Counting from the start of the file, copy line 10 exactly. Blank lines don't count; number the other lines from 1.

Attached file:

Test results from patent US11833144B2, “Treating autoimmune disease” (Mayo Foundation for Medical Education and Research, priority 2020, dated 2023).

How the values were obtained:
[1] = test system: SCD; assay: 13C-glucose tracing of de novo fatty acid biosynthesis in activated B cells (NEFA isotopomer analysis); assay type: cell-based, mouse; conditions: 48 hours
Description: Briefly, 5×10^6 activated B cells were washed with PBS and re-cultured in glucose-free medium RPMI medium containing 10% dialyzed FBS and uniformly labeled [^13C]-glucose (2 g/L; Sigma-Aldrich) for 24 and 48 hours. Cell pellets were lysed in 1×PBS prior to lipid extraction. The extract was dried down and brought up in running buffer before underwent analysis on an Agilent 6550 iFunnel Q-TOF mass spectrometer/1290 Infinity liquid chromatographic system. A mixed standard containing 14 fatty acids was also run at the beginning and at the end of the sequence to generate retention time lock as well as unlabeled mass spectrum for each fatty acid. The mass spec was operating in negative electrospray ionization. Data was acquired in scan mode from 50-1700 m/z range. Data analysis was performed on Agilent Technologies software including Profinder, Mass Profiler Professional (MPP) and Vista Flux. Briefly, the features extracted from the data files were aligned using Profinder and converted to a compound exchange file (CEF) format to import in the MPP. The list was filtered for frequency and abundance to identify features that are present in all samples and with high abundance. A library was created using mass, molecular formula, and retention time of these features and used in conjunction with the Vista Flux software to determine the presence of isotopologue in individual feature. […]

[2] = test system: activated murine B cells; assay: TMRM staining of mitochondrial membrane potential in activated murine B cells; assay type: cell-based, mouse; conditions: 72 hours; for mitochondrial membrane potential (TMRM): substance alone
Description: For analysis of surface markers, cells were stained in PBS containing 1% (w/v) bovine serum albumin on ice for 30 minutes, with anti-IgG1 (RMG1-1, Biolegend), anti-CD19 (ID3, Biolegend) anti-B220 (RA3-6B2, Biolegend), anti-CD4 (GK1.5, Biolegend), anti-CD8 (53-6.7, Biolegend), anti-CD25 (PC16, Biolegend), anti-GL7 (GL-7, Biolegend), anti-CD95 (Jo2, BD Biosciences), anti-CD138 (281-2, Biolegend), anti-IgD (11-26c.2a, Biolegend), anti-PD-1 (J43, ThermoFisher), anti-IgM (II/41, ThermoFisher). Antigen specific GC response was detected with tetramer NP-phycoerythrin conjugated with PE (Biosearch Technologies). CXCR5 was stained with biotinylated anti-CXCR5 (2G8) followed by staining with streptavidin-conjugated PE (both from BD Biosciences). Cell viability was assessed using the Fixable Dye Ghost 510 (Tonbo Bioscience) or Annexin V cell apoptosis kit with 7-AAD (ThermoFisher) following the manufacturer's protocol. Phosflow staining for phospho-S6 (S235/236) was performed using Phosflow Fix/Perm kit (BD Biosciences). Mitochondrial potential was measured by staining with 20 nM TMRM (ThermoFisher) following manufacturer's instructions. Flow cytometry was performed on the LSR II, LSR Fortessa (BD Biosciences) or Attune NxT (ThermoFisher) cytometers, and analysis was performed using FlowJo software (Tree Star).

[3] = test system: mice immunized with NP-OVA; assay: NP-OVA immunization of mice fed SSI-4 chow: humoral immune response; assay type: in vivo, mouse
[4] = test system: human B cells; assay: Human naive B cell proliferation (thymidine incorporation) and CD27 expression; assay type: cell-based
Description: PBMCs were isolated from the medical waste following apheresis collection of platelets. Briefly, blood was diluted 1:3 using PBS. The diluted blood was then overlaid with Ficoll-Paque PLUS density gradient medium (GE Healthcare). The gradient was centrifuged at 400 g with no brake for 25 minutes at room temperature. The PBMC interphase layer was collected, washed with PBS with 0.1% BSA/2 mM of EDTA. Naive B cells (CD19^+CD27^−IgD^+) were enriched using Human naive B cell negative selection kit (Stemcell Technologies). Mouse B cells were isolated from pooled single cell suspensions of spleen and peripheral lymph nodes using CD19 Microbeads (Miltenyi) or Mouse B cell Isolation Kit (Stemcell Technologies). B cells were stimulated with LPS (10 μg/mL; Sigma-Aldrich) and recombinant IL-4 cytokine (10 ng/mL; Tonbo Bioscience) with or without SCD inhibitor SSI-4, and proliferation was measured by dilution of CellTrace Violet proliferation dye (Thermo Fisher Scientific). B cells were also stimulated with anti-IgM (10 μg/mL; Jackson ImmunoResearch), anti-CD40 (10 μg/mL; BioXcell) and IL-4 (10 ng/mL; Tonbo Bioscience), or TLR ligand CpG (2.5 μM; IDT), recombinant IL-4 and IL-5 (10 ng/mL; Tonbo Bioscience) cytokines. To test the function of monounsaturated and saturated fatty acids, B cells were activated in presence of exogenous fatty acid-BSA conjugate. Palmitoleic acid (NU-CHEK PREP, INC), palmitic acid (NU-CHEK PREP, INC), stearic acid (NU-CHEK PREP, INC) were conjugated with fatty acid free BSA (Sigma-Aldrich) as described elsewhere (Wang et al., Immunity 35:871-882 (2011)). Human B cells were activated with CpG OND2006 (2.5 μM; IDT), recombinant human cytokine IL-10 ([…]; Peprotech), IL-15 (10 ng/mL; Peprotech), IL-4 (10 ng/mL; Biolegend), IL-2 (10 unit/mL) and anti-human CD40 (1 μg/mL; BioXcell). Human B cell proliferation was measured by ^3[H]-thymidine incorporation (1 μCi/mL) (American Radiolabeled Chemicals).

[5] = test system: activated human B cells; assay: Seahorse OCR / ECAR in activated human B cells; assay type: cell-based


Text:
[5] = test system: activated human B cells; assay: Seahorse OCR / ECAR in activated human B cells; assay type: cell-based